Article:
Lesson 6: Governmental Relations


Lesson 6: Governmental Relations

The special machine tool industry needs friends in government, perhaps the Congressional representative, who can counsel on matters that will help to maintain a level global playing field. They first need to become educated on the industry and its value to the country. It is also likely that a better job can be done to take advantage of the best technology in the world that may be available and applicable from the American space and defense industries (our tax dollars) through those representatives.



One Final Lesson

An overseas auto company purchased several special machine tools from one of the smaller American companies. All had unique features, but one was a first and a very complex and sophisticated machine. In addition, the order was accepted on a very aggressive schedule to allow the customer to hit a window of opportunity in his planning process. The aggressive schedule was accepted as a favor to the customer although he would not remember it that way when the chips were down.

The machinery had to arrive just as the new concrete floor was ready, following the removal of the old machinery, revamping of other portions of the process equipment and then be ready for production shortly after. The components to be produced had not changed, but the new process would be more cost and quality effective. In other words, the old equipment could still produce the components if something went wrong and if their removal was done in a way that preserved that capability.

In the final stages of completion of the new machines, it became apparent through the combination of the aggressive schedule, their complexity, and the technology stretch involved, that the committed schedule was becoming a very serious challenge. Still facing some unknowns because of the newness and not wanting to jeopardize the customer’s production deadline, it was suggested to the manager that care be taken in the removal of the existing equipment and even some contingency planning be done to restart it on a temporary basis in the event of a problem.

The position taken by the customer’s management was surprising. Their feelings were that any effort to provide a safety net for potential problems provided a reason to fail, and in fact, the likelihood of failure increased because of it. The safety net philosophy could make failure to achieve objectives an acceptable outcome which can then become ingrained in the culture of the organizations involved. Another effect can be that the bar is lowered in setting objectives for the next time out. The customer proceeded to scrap the existing machines.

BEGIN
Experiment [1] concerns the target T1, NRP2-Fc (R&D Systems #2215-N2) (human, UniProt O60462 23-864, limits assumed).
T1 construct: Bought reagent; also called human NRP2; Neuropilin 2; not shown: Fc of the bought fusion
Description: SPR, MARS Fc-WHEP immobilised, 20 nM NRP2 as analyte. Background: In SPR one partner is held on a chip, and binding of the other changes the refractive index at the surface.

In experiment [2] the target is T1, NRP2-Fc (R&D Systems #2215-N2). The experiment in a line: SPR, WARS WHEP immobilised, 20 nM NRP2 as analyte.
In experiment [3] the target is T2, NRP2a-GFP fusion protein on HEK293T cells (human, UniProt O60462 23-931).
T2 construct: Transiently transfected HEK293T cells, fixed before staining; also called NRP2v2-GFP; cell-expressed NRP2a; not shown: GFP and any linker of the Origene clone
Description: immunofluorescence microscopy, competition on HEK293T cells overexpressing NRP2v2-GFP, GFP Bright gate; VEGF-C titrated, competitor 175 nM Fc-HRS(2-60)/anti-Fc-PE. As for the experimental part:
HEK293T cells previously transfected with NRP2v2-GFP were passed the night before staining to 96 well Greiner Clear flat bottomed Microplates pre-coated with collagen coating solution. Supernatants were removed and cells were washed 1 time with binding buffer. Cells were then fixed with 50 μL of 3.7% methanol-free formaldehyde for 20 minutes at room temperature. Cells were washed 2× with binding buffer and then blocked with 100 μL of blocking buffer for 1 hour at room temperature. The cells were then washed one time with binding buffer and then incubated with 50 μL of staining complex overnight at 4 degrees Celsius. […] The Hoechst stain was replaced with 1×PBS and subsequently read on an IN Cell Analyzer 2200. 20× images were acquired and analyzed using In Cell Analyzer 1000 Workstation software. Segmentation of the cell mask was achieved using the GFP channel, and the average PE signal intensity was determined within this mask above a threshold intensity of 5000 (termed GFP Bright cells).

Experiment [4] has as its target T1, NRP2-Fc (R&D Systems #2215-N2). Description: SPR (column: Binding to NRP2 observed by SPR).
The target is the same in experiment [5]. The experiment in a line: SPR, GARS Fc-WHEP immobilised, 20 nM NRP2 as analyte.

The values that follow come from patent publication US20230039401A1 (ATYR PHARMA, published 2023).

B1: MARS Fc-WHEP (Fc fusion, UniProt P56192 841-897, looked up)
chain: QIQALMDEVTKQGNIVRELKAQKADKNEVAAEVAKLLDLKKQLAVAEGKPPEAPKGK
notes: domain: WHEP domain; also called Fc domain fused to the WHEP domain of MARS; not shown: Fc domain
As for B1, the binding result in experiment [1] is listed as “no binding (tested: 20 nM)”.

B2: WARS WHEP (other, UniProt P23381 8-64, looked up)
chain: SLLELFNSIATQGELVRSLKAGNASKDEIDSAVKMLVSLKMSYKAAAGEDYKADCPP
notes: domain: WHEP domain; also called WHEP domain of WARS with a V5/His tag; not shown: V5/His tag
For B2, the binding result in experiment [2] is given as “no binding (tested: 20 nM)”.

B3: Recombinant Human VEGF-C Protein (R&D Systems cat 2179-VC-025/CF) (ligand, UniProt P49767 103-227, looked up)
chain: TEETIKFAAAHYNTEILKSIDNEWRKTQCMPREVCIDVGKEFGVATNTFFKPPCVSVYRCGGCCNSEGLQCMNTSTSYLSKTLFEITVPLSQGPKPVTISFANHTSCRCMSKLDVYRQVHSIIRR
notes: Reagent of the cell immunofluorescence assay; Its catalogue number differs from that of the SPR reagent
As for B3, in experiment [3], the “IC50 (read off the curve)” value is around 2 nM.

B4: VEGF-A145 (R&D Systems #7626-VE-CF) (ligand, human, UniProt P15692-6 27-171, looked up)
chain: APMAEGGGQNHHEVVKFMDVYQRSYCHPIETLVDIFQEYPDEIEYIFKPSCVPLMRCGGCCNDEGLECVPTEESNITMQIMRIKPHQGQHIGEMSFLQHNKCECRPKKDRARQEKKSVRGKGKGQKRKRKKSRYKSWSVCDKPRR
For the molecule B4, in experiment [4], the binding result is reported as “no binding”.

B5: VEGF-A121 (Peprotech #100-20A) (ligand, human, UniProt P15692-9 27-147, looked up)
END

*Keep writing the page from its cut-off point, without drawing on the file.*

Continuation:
Many of us, in that kind of situation, would have welcomed the comfort of that safety net. It seems so logical to have your backside covered in the event of a problem when the stakes are so high. However, that comfort will dilute the energy and urgency to “find a way,” the Yankee ingenuity solutions, for the unexpected challenges and problems encountered along the way.

While this is a business or industrial example the principle fits almost any setting and their challenges in everyday life. Should we always take the safe approach?

The machines were delivered and put into production, late by a tolerable margin, with no small amount of difficulty for all, but finished vehicles were produced as planned. Another effect of the success is that the bar may be raised in setting objectives the next time, by lessons learned and by confidence gained and become more competitive in the process.

The wisdom of that philosophy was not as apparent in the heat of battle and with its stress and extra effort as it was following the battle.